Zack: Yeah, if you want to. We prefer that you build it out with our factories obviously. We tend to have better pricing than the average Joe. But if you want to go off on your own we’re more than happy to do that.
Joe: Yeah, so let’s say that I hired you, do the relationships with your manufacturers transfer to me? Do I get to work with them directly or are you always in the middle?
Zack: Typically if you’re going through us to manage it you’re using us as your face in China or Vietnam or India or wherever we’re doing business with you. And the reason for that is because the relationship building is so important as well as we provide the quality control. So it’s something you just take off your plate. You don’t have to worry about it. You don’t have to fly over to China. We just handle that relation for you. We’re going to show up at the factory, we’re going to build the relationship, we’re going to constantly go to bat for you, try to get better pricing, make sure that if your factory is getting behind or they’re starting to lose scale you can start having a conversation about either bringing you to the next level factory; the higher level or starting to scrutinize the build materials that they give back if it’s an assembly factory and say hey maybe this component that you’re sourcing you’re marking up too much let me go find a different factory for that individual component and get it cheaper for you. So we do that a lot of times with packaging for example; if you go to an assembly factory they’re going to upcharge the packaging. But we have the packaging factory work it that. We can compare pricing to make sure that your assembly factory isn’t up charging you.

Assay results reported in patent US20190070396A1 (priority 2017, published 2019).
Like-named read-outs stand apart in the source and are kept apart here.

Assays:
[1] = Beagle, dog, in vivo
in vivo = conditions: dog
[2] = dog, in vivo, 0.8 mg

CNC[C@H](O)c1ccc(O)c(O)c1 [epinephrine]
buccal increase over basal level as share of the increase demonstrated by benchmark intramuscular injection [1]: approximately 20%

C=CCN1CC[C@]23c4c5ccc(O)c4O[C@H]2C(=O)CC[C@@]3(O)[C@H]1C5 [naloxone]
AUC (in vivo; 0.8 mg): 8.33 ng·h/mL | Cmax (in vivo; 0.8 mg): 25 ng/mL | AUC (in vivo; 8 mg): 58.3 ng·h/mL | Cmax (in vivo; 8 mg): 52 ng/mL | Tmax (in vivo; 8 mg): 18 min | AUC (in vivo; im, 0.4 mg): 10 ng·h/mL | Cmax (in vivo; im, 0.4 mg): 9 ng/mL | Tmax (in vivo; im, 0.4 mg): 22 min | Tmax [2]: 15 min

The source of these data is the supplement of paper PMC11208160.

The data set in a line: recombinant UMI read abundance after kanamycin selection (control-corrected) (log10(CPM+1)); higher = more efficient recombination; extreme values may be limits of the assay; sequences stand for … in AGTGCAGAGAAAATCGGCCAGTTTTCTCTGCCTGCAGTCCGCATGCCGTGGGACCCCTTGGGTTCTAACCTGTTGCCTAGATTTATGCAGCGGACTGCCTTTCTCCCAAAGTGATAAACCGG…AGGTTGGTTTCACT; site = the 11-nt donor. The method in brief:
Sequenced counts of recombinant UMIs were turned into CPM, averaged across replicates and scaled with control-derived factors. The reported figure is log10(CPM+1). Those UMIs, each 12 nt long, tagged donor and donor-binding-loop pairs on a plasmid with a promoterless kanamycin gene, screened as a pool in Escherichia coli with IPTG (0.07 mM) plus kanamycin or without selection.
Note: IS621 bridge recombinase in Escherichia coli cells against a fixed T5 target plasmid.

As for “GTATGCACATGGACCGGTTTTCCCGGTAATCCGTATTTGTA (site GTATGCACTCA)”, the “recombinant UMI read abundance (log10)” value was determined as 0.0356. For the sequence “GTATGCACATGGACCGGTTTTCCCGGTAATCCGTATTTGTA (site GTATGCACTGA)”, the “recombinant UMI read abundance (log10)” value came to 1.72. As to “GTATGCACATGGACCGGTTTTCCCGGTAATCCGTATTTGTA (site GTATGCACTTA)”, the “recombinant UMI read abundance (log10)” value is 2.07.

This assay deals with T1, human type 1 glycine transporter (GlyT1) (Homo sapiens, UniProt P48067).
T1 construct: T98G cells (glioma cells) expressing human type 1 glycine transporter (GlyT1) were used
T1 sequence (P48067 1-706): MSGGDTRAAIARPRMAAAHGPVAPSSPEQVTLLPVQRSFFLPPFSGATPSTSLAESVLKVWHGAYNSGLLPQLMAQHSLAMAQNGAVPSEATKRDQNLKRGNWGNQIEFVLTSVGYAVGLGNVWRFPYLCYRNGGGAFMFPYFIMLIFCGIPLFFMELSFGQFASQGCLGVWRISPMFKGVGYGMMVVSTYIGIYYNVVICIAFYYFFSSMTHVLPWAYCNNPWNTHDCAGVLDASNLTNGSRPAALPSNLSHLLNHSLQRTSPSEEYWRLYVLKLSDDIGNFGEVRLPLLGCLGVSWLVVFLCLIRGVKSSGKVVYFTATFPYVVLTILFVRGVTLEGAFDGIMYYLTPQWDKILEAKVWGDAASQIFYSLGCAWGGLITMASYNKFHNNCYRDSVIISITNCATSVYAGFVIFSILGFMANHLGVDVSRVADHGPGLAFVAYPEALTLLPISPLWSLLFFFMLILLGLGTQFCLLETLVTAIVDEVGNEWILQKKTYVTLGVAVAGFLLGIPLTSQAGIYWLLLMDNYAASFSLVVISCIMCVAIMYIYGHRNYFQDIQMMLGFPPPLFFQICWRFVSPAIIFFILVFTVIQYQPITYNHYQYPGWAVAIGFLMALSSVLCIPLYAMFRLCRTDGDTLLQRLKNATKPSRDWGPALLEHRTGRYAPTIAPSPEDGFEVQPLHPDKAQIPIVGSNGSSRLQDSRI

Joe: Yeah, every dollar counts again to that bottom line. I had someone on the podcast a few weeks ago; folks if you haven’t heard it somebody bought a business from Quiet Light and within a few weeks they did what Zack is talking about which is exchange out one part and get another part. I think he saved something like $4 per unit and per SKU and they sell thousands on a monthly basis. It was just a tremendous instant equity to his business and overall a bump in bottom-line revenue as well or profit I should say. Do you also do consolidated shipping so that if you’ve got three or four different clients that are manufacturing from different facilities can; do you do partial container load with different folks and reduce their overall shipping costs as well?